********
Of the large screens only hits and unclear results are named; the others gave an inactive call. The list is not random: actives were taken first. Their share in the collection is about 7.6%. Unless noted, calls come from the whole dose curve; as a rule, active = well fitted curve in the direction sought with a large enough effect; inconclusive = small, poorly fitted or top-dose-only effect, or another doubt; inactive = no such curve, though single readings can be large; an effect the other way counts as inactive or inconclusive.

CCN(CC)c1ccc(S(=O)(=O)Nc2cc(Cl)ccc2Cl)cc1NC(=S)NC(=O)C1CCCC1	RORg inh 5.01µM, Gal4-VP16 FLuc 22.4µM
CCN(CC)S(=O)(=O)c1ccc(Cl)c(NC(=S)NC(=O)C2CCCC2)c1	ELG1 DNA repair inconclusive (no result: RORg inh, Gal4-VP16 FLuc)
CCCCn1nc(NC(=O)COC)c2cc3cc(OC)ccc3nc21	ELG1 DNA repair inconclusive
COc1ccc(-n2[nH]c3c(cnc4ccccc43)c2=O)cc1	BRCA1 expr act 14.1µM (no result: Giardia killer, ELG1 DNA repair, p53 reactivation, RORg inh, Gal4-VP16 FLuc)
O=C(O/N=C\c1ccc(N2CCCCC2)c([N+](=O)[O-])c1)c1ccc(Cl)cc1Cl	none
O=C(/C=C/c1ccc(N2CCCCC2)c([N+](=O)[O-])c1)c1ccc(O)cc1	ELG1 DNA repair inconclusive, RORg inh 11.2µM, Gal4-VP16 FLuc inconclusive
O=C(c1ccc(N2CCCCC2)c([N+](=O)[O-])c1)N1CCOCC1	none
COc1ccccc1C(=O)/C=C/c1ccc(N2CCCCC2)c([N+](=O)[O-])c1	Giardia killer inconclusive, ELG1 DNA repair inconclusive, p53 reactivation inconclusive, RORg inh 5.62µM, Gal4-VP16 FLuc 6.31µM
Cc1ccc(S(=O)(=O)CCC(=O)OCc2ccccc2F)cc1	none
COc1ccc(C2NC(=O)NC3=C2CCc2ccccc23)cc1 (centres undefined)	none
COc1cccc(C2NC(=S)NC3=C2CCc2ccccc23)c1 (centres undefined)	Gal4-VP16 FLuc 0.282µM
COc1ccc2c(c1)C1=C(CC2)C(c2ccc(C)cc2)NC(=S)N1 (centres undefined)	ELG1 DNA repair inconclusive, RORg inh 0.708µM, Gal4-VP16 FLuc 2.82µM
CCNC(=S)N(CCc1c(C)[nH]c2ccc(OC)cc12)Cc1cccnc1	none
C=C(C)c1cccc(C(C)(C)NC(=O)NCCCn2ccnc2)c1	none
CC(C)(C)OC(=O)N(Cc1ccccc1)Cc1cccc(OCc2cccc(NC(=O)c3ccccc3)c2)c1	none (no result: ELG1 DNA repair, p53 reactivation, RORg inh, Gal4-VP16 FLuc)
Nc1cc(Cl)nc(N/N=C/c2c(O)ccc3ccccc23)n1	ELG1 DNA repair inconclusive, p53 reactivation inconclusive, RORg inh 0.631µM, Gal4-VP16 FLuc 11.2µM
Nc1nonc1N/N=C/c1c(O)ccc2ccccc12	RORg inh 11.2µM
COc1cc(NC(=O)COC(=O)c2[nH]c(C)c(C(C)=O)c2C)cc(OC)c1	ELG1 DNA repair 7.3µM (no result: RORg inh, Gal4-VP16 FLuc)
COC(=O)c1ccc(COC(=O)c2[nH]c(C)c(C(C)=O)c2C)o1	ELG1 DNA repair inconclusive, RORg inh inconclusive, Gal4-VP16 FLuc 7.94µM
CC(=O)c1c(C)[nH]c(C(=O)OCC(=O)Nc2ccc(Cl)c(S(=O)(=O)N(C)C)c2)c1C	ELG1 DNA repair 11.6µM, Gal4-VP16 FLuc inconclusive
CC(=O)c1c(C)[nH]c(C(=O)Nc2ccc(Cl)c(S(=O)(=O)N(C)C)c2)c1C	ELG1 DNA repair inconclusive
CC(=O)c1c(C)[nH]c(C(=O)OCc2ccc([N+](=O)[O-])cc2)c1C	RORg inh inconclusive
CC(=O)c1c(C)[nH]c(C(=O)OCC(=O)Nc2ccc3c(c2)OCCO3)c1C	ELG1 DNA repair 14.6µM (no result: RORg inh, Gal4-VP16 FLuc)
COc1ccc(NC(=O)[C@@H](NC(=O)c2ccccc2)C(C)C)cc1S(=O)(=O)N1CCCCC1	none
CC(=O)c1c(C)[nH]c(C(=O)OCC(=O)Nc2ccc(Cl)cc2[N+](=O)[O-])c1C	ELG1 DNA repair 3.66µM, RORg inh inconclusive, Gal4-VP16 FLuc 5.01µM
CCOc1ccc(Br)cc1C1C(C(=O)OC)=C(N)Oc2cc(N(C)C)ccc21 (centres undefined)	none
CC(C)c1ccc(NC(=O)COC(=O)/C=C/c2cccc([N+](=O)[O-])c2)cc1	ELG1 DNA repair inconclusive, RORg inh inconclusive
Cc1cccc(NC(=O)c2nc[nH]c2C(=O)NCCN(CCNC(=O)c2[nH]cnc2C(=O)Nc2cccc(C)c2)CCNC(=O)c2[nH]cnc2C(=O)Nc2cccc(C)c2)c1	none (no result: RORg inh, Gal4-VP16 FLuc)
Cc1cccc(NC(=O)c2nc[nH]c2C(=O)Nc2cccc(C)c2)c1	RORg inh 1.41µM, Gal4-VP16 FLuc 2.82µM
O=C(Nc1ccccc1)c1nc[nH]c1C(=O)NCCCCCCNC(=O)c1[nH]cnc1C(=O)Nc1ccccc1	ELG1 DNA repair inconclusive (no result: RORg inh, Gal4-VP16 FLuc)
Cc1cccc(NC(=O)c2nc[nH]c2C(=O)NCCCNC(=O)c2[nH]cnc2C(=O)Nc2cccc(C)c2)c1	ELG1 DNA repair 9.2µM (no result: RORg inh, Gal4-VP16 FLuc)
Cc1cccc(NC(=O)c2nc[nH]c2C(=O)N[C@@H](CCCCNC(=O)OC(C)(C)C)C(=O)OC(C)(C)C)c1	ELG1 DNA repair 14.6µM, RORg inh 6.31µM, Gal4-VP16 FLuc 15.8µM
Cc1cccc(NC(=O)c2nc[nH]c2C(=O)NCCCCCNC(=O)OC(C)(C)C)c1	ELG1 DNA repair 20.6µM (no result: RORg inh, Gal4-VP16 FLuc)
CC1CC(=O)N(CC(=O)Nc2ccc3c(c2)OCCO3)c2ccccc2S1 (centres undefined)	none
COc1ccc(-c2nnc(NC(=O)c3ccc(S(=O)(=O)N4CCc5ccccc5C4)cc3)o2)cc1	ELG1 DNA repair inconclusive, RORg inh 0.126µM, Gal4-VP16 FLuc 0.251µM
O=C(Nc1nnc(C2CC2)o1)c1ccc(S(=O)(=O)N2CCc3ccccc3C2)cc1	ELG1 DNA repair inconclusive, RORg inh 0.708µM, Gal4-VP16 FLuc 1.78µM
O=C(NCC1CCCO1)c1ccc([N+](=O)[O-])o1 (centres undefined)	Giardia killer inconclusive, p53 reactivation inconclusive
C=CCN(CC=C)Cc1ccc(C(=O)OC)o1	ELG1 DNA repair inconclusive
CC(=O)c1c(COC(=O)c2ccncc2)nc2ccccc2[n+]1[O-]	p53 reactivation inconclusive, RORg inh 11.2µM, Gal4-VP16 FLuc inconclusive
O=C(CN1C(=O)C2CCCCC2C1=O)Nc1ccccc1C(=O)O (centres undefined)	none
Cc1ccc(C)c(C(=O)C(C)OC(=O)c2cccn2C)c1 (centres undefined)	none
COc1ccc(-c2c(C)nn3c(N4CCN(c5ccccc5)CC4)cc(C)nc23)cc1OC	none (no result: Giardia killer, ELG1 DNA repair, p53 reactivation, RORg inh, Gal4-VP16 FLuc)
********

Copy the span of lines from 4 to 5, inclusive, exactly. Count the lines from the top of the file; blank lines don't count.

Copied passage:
CCCCn1nc(NC(=O)COC)c2cc3cc(OC)ccc3nc21	ELG1 DNA repair inconclusive
COc1ccc(-n2[nH]c3c(cnc4ccccc43)c2=O)cc1	BRCA1 expr act 14.1µM (no result: Giardia killer, ELG1 DNA repair, p53 reactivation, RORg inh, Gal4-VP16 FLuc)